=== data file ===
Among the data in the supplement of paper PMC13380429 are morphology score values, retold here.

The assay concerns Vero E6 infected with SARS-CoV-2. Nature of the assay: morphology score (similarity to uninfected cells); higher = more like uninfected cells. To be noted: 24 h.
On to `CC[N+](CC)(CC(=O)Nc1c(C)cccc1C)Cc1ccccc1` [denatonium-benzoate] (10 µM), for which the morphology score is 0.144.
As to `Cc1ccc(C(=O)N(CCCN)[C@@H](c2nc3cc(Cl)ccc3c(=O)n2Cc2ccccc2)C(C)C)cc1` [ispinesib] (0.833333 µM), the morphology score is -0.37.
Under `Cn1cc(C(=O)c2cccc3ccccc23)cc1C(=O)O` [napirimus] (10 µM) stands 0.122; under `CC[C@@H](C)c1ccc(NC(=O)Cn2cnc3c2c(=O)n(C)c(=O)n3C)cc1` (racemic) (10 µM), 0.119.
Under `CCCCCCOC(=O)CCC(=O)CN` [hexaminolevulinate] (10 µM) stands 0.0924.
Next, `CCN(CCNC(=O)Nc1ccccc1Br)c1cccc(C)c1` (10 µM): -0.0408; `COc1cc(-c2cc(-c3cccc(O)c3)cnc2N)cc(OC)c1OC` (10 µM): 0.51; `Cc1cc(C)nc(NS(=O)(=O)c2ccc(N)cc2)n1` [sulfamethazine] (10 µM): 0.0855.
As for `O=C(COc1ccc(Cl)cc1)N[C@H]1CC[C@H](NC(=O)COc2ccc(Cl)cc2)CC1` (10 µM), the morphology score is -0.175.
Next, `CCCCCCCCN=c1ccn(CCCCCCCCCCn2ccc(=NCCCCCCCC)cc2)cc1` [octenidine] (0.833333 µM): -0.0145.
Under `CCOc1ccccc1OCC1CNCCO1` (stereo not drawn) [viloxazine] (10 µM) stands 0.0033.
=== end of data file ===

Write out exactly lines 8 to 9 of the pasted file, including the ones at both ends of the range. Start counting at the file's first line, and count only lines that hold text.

As for `O=C(COc1ccc(Cl)cc1)N[C@H]1CC[C@H](NC(=O)COc2ccc(Cl)cc2)CC1` (10 µM), the morphology score is -0.175.
Next, `CCCCCCCCN=c1ccn(CCCCCCCCCCn2ccc(=NCCCCCCCC)cc2)cc1` [octenidine] (0.833333 µM): -0.0145.